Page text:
My Lords, I have so far been outlining the system of regulation which, apart from para (e) of the definition of “data", applied to the Agency’s operations of obtaining, storing and disclosing sensitive personal data under the 1998 Act before the 2002 Act was brought into force. It is important to realise that all these provisions remain in full force and effect. When the Scottish Parliament came to enact the 2002 Act, in order to give people a right to information from Scottish public authorities, it did not destroy, but built upon, the system created by the 1998 Act. Indeed, it had no power to amend the 1998 Act, which relates to a reserved matter. Basically, therefore, the Scottish Parliament wanted to maintain the high degree of protection afforded by the 1998 Act to individuals whose data were processed by Scottish public authorities, and, yet, to give third parties an effective right to obtain information from those public authorities. So the system of regulation of data processing under the 1998 Act remains in place, but the Parliament has grafted on to it provisions for third parties to obtain information without the operation of the pre-existing system of protection for data subjects being compromised. It has not been suggested in this case that the legislation is incompatible with any Convention right.
The key provisions in the 2002 Act come at the very start. Section 1(1) provides:
A person who requests information from a Scottish public authority which holds it is entitled to be given it by the authority.
I have already pointed out that the Common Services Agency is a Scottish public authority in terms of Part 4, para 26, of Schedule 1 to the Act.
By section 1(6), a person has no right to information, however, if it is exempt information in terms of section 2 of the 2002 Act. Among the varieties of exempt information is information which constitutes “personal data” and whose disclosure to a member of the public, otherwise than under the Act, would contravene the data protection principles in the 1998 Act: sections 2(1) and (2)(e) and 38(1)(b) and (2)(a)(i) and (b) of the 2002 Act.
Section 38(1) provides inter alia:
Information is exempt information if it constitutes –
The first condition is –
All the information held by the Agency must fall within either paras (a) to (d) or para (e) of the definition of data in section 1(1) of the 1998 Act. So either para (a) or para (b) of section 38(2) is in play in respect of all the personal data held by the Agency. In practice, in this case, the distinction does not matter. Subsection (5) gives the expressions “the data protection principles", “data subject” and “personal data” the same meanings as in Schedule 1, to and section 1(1) of, the 1998 Act. Since there is no mention of “sensitive personal data", the Parliament must simply have treated such data as being caught by any references to “personal data".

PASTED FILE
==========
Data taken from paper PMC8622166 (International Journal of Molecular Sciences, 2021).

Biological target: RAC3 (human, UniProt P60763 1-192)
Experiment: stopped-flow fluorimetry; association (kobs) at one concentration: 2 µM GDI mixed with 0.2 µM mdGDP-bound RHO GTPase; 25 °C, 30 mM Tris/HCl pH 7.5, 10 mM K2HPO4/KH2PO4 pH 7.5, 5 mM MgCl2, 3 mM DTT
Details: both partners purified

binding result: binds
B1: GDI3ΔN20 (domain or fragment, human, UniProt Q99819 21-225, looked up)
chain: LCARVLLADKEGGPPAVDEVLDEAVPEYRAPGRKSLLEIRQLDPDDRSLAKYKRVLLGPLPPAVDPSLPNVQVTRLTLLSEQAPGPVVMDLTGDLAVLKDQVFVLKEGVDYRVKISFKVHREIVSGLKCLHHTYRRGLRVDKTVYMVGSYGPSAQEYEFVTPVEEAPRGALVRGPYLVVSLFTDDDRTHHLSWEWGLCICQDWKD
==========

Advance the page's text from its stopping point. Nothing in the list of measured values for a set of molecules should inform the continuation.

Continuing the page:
Information will therefore be exempt from disclosure if (1) it constitutes personal data and (2) the disclosure of the information to a member of the public, otherwise than under the 2002 Act, would contravene the data protection principles in Schedule 1 to the 1998 Act. In particular, therefore, personal data will be exempt from disclosure under the 2002 Act if their disclosure to a member of the public would contravene the first data protection principle. And their disclosure will indeed contravene that principle if it is unfair or unlawful. Moreover, it will contravene that principle unless at least one of the conditions in Schedule 2 to the 1998 Act is met and, in the case of sensitive personal data, unless one of the conditions in Schedule 3 to that Act is also met. In other words, the same safeguards against the disclosure of personal data and sensitive personal data as applied before the enactment of the 2002 Act continue to apply today. That is the scheme settled by the legislature.